Life sciences and innovation – the (difficult) role of funding

Life sciences and innovation – the (difficult) role of funding

It is needless to say that life sciences – like any other sector – need innovation to thrive. And there are countless ongoing changes that drive the life sciences to finding new technologies, new services and new ways to integrate these into system and supply solutions. Innovation itself is known to be a vital part of a growing and healthy company. And although innovation – in its literal sense – is intrinsically motivated and has a self-fulfilling benefit, there are numerous factors at play that can help but also limit innovation.

One way to drive innovation in the life sciences forward and to help overcome obstacles connected to implementing and carrying out innovative solutions and technology is to get funding. That way not only financial help is in sight but, leading up to that, innovation has to pass a number of revision processes throughout the funding application that can help sharpen the project, check legal and regulatory necessities (e.g. reimbursement procedures) and help scale and measure it.

Do we need funding?

The funding landscape in Germany and Europe is (thankfully) rather large and diverse. To illustrate one example let’s take the ERDF program of the European Union that is one reason we participated in the Business Breakfast for the “Leitmarktwettbewerb LifeSciences.NRW” this week. To promote regional development the European Union invests 1,2 billion Euros in NRW (North Rhine-Westphalia, Germany) of which 931 mio. are dedicated to strengthen research, technical development and innovation, part of which goes into the life sciences “Leitmarktwettbewerb”.

The funding aims at strengthening the part of money invested into research, the support of innovative cooperation and transfers, to fully develop innovative ideas (ready for market) and to close the gap between education and industry and facilitate knowledge transfer. Especially in focus within the life sciences are projects that develop innovative products and services in research-intense medicine, medtech and biotech concerning (bio-) medical research and supply, research-intense medical technologies, food analysis and safety, integration of medical technologies into system and supply solutions and preserving and improving the quality of life and social participation.

The guidelines of this example outline the funding ideas intended. There are certain structures in focus and certain goals intended that mean to support the overall collaboration and regional structure. When you are in this focus and develop the right solution, this might be just the right thing for you. If you are not, it’s not.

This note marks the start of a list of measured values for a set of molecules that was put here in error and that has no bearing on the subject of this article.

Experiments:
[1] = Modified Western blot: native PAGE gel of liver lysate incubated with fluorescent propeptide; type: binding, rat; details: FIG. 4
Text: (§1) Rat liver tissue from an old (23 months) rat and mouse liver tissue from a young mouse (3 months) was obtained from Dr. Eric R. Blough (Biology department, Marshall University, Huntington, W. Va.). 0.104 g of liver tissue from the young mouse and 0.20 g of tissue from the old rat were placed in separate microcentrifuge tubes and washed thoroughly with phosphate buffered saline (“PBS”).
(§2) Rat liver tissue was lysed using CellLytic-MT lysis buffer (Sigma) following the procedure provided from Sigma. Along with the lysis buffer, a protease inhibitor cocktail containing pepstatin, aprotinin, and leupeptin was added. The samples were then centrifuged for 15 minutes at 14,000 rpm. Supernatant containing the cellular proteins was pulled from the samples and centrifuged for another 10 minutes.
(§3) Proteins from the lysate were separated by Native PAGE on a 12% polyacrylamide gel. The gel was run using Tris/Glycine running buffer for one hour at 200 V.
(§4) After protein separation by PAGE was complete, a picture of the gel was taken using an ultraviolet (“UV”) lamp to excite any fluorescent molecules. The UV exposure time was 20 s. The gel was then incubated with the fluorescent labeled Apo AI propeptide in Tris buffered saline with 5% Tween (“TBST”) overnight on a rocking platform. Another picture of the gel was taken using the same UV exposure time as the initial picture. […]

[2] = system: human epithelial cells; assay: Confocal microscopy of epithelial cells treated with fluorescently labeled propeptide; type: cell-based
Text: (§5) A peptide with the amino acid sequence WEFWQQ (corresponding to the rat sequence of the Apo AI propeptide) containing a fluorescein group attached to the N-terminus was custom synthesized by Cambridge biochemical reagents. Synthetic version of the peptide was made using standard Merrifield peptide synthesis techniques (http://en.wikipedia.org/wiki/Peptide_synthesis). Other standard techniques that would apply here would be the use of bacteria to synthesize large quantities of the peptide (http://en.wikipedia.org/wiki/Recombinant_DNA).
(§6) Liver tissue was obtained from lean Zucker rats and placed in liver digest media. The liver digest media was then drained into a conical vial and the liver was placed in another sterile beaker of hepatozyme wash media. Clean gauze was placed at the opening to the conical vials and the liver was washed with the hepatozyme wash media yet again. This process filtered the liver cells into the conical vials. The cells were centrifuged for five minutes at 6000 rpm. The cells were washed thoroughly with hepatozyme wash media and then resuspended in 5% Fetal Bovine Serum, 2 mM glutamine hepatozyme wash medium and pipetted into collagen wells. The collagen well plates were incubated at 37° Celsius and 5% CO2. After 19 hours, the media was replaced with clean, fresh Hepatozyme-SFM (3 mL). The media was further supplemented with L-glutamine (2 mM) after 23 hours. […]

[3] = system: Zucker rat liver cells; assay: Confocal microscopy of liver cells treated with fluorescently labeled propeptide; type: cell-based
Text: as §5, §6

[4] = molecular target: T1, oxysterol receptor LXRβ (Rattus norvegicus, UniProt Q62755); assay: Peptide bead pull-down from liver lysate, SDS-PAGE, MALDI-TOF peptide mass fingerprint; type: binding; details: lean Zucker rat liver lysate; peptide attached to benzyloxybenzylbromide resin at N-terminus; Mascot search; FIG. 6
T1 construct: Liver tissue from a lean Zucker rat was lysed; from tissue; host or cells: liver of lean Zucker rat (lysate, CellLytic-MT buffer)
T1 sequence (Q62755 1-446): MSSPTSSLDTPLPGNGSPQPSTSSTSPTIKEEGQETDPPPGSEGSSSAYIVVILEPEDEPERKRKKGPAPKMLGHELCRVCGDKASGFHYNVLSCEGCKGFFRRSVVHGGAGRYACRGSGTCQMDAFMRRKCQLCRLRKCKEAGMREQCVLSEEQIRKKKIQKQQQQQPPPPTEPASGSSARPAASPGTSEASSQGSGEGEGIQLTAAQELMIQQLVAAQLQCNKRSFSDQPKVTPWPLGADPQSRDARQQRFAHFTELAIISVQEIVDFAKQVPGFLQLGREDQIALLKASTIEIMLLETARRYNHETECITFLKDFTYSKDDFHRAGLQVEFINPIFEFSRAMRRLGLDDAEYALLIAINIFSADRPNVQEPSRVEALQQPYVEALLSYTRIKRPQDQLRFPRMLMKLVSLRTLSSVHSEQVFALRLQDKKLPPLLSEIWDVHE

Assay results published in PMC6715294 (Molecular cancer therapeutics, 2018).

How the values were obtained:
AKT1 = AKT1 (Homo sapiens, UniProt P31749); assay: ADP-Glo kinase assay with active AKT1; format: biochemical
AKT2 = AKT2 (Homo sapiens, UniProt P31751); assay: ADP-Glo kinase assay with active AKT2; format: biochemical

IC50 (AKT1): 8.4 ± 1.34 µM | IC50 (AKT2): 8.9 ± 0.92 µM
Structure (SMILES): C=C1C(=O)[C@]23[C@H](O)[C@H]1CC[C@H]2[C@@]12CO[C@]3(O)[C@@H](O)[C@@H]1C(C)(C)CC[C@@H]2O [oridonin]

Let the funding begin!

You might say: “Sounds great, let’s do it! Let’s get funded!” But it’s a little more difficult than that. Between you and the funding, there’s a whole lot of paperwork and regulations and not to forget strategic business decisions to be made. The reality shows that very often application processes (and often decision processes likewise) are hard to grasp and to understand. The work that needs to be put into an application is often substantial and mostly differs from fund to fund. And you have to find the funding! Initiatives like the “Leitmarktwettbewerb” exist in several German states and support for small and medium sized companies in finding funding possibilities can often be found at universities or relevant Cluster-organizations.

Get informed, evaluate your resources and decide

Funding can be great but be sure to have your innovation at heart. How dependent are you on the funding? Will an unsuccessful funding risk your overall liability or the development of your product? Does the funding fully suit you or will it lead your objectives rather than support them? Have you evaluated the risks and costs and the market of your innovation to the fullest? Do you have the resources necessary to go through the funding application process and the time it takes until the decisions are final?

These are some of the questions you should have an answer for because otherwise very often these questions are going to pose a problem sooner or later in the funding process. In the best case funding and innovation make a happy couple but in the worst case none of the two will be there at the end of the process. And funding you might not need but innovation you definitely will.

 

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By Stephan Breitfeld, Partner Life Sciences – ingeniam

stephan.breitfeld@ingeniam.de
Tel.:+49 (0) 69 / 959091989
Mobil: +49 (0) 172 / 6685350

 

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